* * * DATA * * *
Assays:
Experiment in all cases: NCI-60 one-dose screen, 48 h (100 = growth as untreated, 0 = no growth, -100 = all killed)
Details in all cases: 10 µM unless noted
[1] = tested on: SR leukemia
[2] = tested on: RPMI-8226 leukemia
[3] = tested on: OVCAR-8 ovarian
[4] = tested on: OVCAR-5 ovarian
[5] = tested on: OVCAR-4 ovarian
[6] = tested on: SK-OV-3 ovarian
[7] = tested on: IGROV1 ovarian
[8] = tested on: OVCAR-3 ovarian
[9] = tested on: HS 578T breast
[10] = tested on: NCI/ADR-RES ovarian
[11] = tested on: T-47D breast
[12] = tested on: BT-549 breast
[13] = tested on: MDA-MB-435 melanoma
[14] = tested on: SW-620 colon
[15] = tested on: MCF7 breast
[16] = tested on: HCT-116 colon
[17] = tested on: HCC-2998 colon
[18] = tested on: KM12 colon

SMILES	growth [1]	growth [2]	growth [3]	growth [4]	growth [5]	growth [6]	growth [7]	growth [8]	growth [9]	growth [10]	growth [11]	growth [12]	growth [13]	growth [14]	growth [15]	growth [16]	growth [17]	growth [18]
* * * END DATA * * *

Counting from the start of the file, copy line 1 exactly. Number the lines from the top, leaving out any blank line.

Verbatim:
Assays: